Since 2020 and the death of George Floyd, abolition has become an increasingly popular concept, with activists calling for the end of prisons and policing.

But what does abolition really entail? In The Breach’s latest video, El Jones presents a crash course on abolition, and what the future of safety might look like.


Transcript

Police shooting Black people. Tens of millions of dollars invested in cages. Wire fences, military grade weapons, and labour for less than 2 dollars a day.

You may think these things exist only in the United States, but policing, prisons and state violence are part of the Canadian landscape too.

Since 2020 and the death of George Floyd, concepts like Abolition have become more mainstream.

But what does it really mean?

The term “abolition” was chosen by Black feminists to recognize the connection between the abolition of slavery and what Saidiya Hartman calls the “afterlife of slavery” continued in institutions like policing and prisons.

Like the movement to end enslavement, the abolition movement is concerned with state control, discipline and punishment.

In her book The New Jim Crow, Michelle Alexander showed how after the official end of enslavement in the United States, narratives of criminalization are used in order to arrest, imprison and ultimately exploit the labour of Black people.

Corporations make money from the expansion of prisons, bidding on lucrative contracts for everything from construction, to food, to phones. Small towns who have lost jobs are sold on the idea that prisons bring employment but in fact prison does not economically benefit the working classes. Like the police, prisons cost hundreds of millions of dollars a year, and as punishment expands, more and more people are thrown into the belly of the beast.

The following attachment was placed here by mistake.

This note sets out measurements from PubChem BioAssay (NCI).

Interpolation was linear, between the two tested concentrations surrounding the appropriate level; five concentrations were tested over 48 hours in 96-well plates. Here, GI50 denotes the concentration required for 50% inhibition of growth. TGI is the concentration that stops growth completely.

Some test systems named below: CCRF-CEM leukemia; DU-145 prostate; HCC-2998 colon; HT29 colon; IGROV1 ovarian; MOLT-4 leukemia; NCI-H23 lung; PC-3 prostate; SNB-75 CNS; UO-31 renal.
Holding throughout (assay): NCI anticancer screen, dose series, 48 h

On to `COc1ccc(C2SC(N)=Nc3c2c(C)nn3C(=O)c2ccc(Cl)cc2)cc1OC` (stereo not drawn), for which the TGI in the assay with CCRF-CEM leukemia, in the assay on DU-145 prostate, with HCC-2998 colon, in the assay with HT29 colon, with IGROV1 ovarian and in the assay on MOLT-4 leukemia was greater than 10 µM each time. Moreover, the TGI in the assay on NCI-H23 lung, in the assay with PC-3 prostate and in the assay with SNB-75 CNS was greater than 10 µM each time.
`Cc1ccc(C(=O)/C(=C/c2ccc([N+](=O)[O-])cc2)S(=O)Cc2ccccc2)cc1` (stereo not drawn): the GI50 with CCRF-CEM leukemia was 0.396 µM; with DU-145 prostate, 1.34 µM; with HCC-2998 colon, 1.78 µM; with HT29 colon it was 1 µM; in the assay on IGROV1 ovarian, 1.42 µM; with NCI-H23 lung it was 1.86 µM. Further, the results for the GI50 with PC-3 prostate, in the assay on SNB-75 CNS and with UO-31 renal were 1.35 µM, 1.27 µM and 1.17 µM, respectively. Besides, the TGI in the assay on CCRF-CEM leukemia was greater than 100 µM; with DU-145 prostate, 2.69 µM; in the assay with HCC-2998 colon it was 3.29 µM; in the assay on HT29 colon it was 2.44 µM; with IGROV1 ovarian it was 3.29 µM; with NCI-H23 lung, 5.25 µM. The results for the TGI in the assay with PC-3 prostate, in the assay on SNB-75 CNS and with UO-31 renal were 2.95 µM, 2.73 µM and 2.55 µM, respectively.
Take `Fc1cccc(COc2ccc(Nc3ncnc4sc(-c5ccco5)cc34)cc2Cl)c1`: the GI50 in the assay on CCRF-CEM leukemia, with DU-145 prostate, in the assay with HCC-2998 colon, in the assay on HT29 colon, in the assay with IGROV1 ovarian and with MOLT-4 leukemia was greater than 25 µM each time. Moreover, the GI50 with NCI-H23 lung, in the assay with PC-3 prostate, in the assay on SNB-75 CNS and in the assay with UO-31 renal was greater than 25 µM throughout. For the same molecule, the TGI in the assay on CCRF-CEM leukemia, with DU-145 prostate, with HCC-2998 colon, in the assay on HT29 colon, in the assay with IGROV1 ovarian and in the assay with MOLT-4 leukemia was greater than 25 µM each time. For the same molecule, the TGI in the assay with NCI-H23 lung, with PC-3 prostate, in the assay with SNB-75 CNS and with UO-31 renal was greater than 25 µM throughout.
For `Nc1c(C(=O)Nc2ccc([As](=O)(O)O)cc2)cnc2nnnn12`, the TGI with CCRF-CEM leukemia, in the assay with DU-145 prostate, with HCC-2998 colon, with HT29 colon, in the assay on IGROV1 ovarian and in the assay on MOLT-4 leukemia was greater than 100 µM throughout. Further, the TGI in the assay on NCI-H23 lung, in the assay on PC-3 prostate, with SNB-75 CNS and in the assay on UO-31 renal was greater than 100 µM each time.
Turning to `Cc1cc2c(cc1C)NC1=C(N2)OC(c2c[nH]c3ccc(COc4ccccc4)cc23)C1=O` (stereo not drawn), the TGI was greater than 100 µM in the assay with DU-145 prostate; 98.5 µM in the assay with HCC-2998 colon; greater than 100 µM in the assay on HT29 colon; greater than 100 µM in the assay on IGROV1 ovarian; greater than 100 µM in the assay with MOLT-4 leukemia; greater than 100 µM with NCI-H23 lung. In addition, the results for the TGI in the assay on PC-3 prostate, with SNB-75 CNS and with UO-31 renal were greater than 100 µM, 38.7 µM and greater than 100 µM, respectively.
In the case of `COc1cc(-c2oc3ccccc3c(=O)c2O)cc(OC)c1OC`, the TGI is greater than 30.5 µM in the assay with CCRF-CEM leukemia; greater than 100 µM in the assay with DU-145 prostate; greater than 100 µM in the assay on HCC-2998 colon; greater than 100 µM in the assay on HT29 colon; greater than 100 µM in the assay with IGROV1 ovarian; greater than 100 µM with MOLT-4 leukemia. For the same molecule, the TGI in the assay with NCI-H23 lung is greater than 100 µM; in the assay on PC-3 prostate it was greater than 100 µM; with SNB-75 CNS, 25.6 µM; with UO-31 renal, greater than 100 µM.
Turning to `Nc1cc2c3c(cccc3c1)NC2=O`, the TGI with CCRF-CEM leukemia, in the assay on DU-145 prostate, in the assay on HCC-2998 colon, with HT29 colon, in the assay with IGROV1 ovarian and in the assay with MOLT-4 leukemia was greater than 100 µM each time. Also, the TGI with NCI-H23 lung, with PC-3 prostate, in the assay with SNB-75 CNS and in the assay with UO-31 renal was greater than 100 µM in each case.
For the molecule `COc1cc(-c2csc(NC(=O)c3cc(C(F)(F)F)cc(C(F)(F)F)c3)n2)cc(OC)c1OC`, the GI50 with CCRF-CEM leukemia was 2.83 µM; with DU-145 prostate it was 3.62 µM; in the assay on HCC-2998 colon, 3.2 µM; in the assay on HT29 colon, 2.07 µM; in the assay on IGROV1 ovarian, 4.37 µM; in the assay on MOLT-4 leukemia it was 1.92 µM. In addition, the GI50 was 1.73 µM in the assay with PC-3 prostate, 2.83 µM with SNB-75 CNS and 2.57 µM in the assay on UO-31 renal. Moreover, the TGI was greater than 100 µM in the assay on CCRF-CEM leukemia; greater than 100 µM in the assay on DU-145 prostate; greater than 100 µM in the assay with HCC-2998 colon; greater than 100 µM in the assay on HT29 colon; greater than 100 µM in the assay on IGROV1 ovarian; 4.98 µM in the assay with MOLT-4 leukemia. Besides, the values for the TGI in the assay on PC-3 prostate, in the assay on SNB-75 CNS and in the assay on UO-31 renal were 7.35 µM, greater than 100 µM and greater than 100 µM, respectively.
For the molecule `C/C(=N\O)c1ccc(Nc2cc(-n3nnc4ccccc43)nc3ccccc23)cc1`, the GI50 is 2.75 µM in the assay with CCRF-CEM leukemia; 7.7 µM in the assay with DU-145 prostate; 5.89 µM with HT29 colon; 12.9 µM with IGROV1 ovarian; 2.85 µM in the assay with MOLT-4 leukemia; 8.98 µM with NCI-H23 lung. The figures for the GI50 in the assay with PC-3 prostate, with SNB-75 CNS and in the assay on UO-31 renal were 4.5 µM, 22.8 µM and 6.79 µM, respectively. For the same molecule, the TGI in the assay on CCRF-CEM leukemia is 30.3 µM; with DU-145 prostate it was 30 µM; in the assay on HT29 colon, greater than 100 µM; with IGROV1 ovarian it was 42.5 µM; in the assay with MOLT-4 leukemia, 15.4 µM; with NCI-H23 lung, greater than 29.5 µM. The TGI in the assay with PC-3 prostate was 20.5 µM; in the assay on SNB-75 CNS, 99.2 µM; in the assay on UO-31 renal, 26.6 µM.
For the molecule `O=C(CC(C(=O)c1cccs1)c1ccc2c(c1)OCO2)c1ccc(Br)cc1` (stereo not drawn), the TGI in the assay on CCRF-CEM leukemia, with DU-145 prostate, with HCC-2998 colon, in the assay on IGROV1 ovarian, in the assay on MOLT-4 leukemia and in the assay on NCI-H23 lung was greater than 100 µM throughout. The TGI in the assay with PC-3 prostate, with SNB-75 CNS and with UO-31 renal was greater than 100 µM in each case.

Indigenous women make up nearly half of all federally incarcerated women, and the most recent report by the office of the correctional investigator showed that Black and Indigenous prisoners are given longer sentences, higher security rating, more institutional charges, and have lower success at parole.

In Canada, like all over the world, prisons warehouse Black people, Indigenous people, people living in poverty, people with disabilities, those who use drugs, queer and Trans people, people living with mental illness and all populations deemed not part of the white, property owning public.

From borders to schools to forensics hospitals to the social assistance system – we experience carceral ideologies that turn to punishment as a solution.

In Canada, punishment regimes keep expanding.

Under Harper, the majority of the laws passed were so-called tough on crime policies that increased sentences, gutted parole access, got rid of programs and education and even removed non-Christian chaplains.

But under all governments politicians push these policies to please the public while benefiting corporations.

Inside prisons, especially during covid, conditions keep getting worse, with more lockdowns and security, fewer privileges, and an unhygienic and violent environment that causes more violence and harm.

Abolitionists believe that the solution for social harms is not prison and that prison makes harm worse.

Prisons separate families, destroy communities, waste resources, and do nothing to end crime.

Abolitionists focus on solutions that return resources to communities.

Slogans like “we keep each other safe” mean that rather than outsourcing punishment to police and prisons, communities are best placed to transform harm and to mutually aid each other.

There are many practical and creative alternatives to prisons: everything from community gardens that build food sustainability, to community patrols, to transformative circles to address harm, to the fight to defund police and the expanding budgets for punishment.

To abolish prisons we must also change how we live and think.

Mariame Kaba calls this the “cop in our hearts and the cop in our heads.”

Prisons are born from capitalism and settler colonialism — we cannot end our reliance on prisons without changing how we live on the land, respecting Indigenous sovereignty, changing how we consume and use resources, and learning different ways of dealing with conflict and holding each other accountable.

As Ruthie Gilmore Wilson tells us, “everything must change.”

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